Microscope is very pleased to present “Avant-Barb(ie),” a screening of 16mm films, animation, and video works spanning nearly 60 years by artists Pierre Bennu, Ava Bogle, Penumbra Carter, Joe Gibbons, Vincent Grenier, Faith Holland, Jessy Jiao, Lauren Kelley, Lucretia Knapp, Susan Kouguell, Narcissister, and Addie Wagenknecht. The screening will take place both in-person and online.
“Avant-Barb(ie)” acknowledges the many Barbie movies made before the release of the billion-dollar-grossing “Barbie” on July 21, 2023 — and in addition to the well-known “Superstar” by Todd Haynes, which is not included here — as this single doll has a long, consistent history of providing inspiration for artists to make work, in many cases that break with or mark a turning point in their practice.
Using a Barbie doll as herself or in the role of a main character, the works in the program interrogate, subvert, or dismantle the stereotypes surrounding the doll, women, sex, gender roles, as well as offer wide commentary on American society and culture, even while considering the act of playing with dolls as an enjoyable, social or empathic tool.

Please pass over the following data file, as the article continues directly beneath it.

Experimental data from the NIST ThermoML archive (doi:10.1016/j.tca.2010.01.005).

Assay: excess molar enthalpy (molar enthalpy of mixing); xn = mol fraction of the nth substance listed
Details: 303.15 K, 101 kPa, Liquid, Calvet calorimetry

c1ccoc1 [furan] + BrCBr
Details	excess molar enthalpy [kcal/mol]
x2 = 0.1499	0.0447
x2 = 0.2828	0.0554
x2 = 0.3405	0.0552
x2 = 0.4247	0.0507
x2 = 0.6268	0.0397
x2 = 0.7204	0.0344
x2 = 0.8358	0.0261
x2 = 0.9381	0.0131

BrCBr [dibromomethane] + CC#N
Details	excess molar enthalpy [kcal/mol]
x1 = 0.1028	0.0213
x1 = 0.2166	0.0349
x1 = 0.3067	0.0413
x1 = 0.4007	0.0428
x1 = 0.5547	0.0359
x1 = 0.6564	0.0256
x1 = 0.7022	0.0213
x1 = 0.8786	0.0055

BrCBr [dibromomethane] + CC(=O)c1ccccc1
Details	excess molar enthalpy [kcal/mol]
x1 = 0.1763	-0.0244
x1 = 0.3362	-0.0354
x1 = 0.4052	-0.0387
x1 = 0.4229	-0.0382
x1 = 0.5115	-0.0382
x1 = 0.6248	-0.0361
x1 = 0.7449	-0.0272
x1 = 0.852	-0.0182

“Avant-Barb(ie)” also asks: Will Gerwig’s movie spur further Barbie-related investigations, or will it be more of a deterrent, for the film and video art of the future?
Many thanks to Yiran Xu for her assistance with the program.
Pierre Bennu is a multimedia artist working in paint, sculpture, animation, film, digital video, sound art, puppetry and performance. His work explores themes of resilience, nature, self-love, wellness, and intergenerational legacies of creativity, black joy, and liberation. Bennu is the principal creative of exittheapple, an alternative media and arts company. As a multi-hyphenate, his work often blurs lines between genres, crossing boundaries and interrogating silos of creativity.